Day 11. December 14, 1926: The latest theory was that Agatha was hiding in London with no desire to return.

Day 12. December 15, 1926: Agatha found! Mrs. Christie was noticed by a banjo player who alerted the authorities. Agatha was, indeed, at the Harrogate Hydro or Hydropathic Hotel in Harrogate. She registered under an assumed name: Tressa/Teresa/Theresa Neele, spelling dependent on the source. The name was similar to Archie’s mistress’s name of Nancy Neale.

Harrogate Hydro, now called the Old Swan Hotel.

Day 13. December 16, 1926: The police update the public. Christie checked into the hotel unable to remember how she arrived. She had cash on her, as she enjoyed dinners, activities, and visiting the library where she obtained a library card. She was suffering from amnesia, though.

When Archie arrived to pick up Agatha, she made him wait.

Fifteen months after the incident, Agatha sued Archie for divorce on March 17, 1928. Thirty months later, Agatha remarried. Her new husband was prominent British archaeologist Sir Max Mallowan CBE, 14 years her junior. They remained married until her death in 1976. Archie also remarried. To Nancy Neale.

Christie refused to discuss the incident. She eventually took her version of events to her grave. Her eternal resting place is St. Mary’s Churchyard, Cholsey, South Oxfordshire District, Oxfordshire, England. Max died two years later. He is buried alongside Agatha.

Norman Reedus Hunts Orville Peck in New Music Video


Screen shot from video.

Norman Reedus Hunts Orville Peck in New Music Video

Orville Peck dropped Chapter 2 of his upcoming album Bronco, due to be released on April 8. The music video of “The Curse of the Blackened Eye” stars Norman Reedus as Peck’s ex-lover who stalks him—zombie-like—throughout the video. It’s a nice nod to Reedus and The Walking Dead (2010-2022).

Orville Peck is the pseudonym for the versatile 34-year-old singer/songwriter. Known for his bejeweled country attire and staunch stand on LGBTQA+ issues, Peck has morphed into a country music icon—one who encompasses the refreshing attitude of inclusivity in today’s country music.


The casting of Reedus, filmed wearing zombie make-up and wearing the stereotypical black clothing of a country villain, is brilliant. On The Walking Dead, Reedus plays “Daryl Dixon,” primary zombie hunter in the popular series. Here, he continues to stalk his prey. The irony is obvious and appreciated. Don’t worry. He does appear without make-up and more humanoid in flashback scenes.

Screen shot.

The song is a great addition to Peck’s repertoire. Peck’s voice and swagger reminds me of Johnny Cash, Elvis, and Chris. Peck’s star is on the rise!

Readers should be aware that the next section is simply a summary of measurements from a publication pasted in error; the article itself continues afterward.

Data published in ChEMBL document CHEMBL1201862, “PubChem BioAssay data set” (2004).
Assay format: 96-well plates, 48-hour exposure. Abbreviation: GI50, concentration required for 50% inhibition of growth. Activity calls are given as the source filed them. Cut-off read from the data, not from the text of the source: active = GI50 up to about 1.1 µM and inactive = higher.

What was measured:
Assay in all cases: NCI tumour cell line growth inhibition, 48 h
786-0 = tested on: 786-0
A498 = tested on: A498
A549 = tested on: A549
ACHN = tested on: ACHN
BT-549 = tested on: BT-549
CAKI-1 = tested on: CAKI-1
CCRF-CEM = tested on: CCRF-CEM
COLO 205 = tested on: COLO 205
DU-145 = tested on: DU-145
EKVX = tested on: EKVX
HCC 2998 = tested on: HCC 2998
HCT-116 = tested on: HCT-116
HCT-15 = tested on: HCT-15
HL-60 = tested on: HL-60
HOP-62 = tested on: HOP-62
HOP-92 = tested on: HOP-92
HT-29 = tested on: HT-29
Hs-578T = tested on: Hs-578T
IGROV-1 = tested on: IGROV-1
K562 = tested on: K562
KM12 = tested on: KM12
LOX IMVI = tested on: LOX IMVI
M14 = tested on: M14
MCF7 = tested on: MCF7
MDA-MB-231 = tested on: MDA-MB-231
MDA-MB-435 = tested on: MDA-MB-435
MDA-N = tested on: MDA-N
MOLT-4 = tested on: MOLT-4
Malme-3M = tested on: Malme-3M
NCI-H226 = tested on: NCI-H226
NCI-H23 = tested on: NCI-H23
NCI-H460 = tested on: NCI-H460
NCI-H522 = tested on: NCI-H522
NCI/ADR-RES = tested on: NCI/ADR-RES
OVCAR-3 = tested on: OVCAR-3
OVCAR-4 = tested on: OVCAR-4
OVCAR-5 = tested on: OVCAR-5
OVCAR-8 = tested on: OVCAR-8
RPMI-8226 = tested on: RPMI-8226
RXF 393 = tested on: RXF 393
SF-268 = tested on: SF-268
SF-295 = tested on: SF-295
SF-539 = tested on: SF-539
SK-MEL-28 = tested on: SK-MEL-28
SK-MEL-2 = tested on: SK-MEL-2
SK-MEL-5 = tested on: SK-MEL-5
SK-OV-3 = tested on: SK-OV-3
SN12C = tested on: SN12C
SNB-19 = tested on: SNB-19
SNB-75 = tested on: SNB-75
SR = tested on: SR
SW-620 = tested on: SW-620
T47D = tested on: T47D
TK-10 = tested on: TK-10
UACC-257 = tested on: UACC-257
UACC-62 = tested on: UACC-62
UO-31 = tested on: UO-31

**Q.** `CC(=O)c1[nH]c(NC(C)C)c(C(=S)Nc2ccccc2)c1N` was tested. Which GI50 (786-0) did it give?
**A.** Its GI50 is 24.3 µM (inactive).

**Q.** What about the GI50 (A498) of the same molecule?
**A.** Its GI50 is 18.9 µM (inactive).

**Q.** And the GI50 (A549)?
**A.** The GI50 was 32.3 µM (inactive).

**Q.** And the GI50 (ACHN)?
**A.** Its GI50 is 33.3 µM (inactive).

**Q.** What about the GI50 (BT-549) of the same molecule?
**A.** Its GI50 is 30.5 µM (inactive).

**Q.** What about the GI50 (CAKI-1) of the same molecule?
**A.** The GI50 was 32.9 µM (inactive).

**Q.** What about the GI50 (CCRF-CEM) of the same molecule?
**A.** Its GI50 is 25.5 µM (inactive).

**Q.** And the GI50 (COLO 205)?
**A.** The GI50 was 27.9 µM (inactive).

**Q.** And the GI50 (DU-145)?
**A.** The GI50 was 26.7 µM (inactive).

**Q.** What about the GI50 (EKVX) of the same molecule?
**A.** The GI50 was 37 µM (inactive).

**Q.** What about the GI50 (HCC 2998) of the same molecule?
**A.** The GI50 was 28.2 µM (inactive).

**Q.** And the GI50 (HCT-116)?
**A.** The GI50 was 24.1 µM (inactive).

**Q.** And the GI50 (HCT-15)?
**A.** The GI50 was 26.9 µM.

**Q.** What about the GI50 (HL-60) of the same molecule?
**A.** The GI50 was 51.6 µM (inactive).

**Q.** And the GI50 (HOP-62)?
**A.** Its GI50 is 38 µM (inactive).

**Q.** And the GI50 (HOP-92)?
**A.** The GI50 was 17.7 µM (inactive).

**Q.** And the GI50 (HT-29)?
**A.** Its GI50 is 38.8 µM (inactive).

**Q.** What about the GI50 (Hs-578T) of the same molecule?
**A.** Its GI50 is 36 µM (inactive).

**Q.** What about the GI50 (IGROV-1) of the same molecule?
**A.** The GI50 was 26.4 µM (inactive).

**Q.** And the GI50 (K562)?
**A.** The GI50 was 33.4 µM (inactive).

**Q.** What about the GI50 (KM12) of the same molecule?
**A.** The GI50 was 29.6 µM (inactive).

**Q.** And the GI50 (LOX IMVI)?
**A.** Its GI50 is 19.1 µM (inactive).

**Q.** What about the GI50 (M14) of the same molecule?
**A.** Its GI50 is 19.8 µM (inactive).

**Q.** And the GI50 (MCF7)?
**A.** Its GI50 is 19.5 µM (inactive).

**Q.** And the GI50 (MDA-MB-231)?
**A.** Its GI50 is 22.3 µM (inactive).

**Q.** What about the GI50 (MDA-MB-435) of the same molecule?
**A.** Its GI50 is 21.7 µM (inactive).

Jiggy Webb, Paranormal HooD, Dies


Twitter account

Jiggy Webb, Paranormal HooD, Dies

On February 10, 2022, Joey “Jiggy” Webb passed away at the age of 51. He was two weeks shy of his 52nd birthday. He leaves behind a granddaughter. Jiggy was a popular paranormal host, and many in the field were surprised by his untimely death.

Jiggy’s mother Donia has kept the community updated via her own YouTube channel. Ms. Donia stated “a mother knows” when she received the call from Jiggy’s girlfriend. Describing Jiggy as always happy and joking, Ms. Donia was candid in recalling her intuition about the cause of death. She “believes his body gave out.” Jiggy had been dealing with medical issues for the past two and a half years. His second surgery related to diverticulitis was unsuccessful. Jiggy’s roommate found him unresponsive and called 911. Paramedics worked to revive Jiggy for 2 hours. The cause of death is a suspected heart attack.

Jiggy is now at peace, and the family has started a GoFundMe page, While his parents paid for the funeral, they would like to create a small legacy for his granddaughter, nieces, and nephew.

The GoFundMe set up to establish a small legacy gift.

The fate of Paranormal HooD has not been publicly posted. However, viewers/listeners can still access the various videos and podcasts he starred in. Jiggy contributed so much to the field. He will be deeply missed.

High John the Conqueror Root


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High John the Conqueror Root

While visiting New Orleans a few weeks ago, I finally stopped into the New Orleans Pharmacy Museum. I’ll be writing more blogs about the museum in general and the special collections specifically in the coming weeks. However, one of the collections includes voodoo medicine. One display included High John the Conqueror Root, and I wanted to know more!

Display at the museum

High John is a folk term for root medicine associated with conjuring powers. It goes by several names including: High John, High John de Conker, John the Conqueror Root, and Jalap Root. Usage is complicated. Depending on the practitioner, the root may be carried for luck, financial gain, protection, and depression. It is related to and resembles morning glories and sweet potato vine. It is poisonous. Do not consume!

Ipomoea purga or I. jalapa

Many believe it is the most powerful of the gris gris ingredients. A gris gris (pronounced gri gri) is a voodoo amulet or talisman that is carried. It is usually worn around the neck.

High John has been popularized in pop culture. Muddy Waters (1913-1983) sang about it in two songs: “Mannish Boy” and “Hoochie Coochie Man.” Zora Neale Hurston (1891-1960) wrote about a mythical African-America trickster in “High John de Conquer.” High John has been personified and used in religious practices across the world.